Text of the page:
Only when I began doing heavy resistance training which stressed my forearms and calves did I experience any growth at all in my calves or my forearms.

      So, sure, hard physical labor might build more mass in SOME people; and physical labor might often be better for many people’s health-and-fitness than being sedentary; but for average guys and for the vast majority of people, hard physical labor will not build huge muscles, nor enable them to reach their maximum genetic potential of muscle mass and strength.

  2. Taylor

    5 or 6 months ago I started moonlighting in labour.
    My biceps have grown by 20%, I already had great calves from hiking. Because of the constant deadlifting and hard pulling in some jobs I have noticed quite an increase in strength.

    I think this is an office worker’s “the gym is better than hard work” rant. I’ve done office work too, and you can in fact come home dead tired but it’s more mental stress than physical. I am finding the physical stress somewhat like a vacation.

    Where bodybuilding and going to the gym excels is at shaping. For example, for all the heavy deadlifting and it’s effect on my thighs, calves, forearms, and biceps it has had a barely noticeable effect on my pecs and abs (hence the author’s comments about beer bellies on construction workers).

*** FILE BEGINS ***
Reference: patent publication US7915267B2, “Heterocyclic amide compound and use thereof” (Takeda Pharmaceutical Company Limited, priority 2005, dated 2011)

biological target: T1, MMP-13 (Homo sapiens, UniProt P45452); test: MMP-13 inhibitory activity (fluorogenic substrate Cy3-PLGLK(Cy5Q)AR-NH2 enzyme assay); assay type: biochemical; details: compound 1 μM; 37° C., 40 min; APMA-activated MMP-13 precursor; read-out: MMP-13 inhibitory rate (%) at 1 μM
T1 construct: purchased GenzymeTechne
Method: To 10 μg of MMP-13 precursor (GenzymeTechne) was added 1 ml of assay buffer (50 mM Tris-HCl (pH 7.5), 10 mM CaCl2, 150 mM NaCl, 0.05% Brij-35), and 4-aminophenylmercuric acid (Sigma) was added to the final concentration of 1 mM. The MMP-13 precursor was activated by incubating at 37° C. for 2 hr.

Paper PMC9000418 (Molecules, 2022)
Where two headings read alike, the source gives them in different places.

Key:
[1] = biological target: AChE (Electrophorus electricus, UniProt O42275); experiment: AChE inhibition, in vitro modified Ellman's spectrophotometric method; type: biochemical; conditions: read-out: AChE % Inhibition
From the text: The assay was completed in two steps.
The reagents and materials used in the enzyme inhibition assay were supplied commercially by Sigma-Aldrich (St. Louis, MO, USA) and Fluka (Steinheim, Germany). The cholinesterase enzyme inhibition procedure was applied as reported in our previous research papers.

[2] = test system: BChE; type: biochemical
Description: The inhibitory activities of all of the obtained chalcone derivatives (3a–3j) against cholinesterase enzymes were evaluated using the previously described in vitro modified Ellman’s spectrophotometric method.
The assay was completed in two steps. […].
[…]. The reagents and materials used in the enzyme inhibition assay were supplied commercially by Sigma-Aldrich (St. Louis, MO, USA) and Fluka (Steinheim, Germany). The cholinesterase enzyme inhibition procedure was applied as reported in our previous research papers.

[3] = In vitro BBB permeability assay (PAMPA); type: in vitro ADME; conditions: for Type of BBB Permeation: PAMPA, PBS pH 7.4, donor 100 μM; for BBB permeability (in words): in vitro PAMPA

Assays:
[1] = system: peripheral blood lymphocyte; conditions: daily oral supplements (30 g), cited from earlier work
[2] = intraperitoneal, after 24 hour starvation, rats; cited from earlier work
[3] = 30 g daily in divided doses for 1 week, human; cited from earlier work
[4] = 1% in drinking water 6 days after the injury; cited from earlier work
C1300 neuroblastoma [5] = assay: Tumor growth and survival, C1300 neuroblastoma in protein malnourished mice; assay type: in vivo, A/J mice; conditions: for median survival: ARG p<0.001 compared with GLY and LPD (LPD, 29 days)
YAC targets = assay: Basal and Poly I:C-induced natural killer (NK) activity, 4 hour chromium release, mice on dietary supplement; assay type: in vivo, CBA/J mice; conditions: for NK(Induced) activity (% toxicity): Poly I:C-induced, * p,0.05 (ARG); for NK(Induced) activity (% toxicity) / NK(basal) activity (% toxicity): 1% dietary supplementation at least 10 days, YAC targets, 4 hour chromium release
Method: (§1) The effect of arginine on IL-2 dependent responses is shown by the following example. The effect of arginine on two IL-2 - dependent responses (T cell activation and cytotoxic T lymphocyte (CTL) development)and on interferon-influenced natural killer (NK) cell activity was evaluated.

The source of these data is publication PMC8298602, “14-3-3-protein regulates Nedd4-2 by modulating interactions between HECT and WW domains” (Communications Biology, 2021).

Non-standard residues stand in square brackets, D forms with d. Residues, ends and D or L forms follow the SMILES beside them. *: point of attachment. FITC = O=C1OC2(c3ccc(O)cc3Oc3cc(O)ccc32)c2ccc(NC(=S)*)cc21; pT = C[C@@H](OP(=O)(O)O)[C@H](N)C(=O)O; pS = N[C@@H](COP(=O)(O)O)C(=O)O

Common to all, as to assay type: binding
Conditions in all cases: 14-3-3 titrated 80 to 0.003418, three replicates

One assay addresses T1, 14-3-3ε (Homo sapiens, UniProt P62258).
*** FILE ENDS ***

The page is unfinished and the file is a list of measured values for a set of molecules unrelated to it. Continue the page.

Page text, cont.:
Construction and heavy labour is not going to give you that rock hard chest tone because in real life you rarely use those kind of muscles. It looks awesome when you have it, but how often do you lift a weight sideways across your chest with one arm? To place it in the other hand? Abs help you lift your torso – again they look great when you have them, but how often are you lying on your back doing a situp type motion with a significant amount of weight in your hands or on your chest? Almost never, if you’re sane, unless you are going to the gym to work on these muscle groups.

    Nothing against people who go to the gym to enhance their bodies.

    In one day I did the equivalent of 675 reps of a 60 pound deadlift over the course of 6 hours nonstop. If you were to do that in a gym, the gym manager might call a mental hospital thinking you were insane. Deadlift works a lot of muscle groups, especially when you are in awkward positions that are changing all the time; or lugging around a 75 pound crate all over the warehouse so it can be delivered. I’m not saying deadlift is the bomb beyond all else; not at all – I’m contemplating doing situps and pec building just so my chest will match the rest of my body as I’m gaining mass and endurance power – just that any amount of effort that is close to the max will build strength and muscle.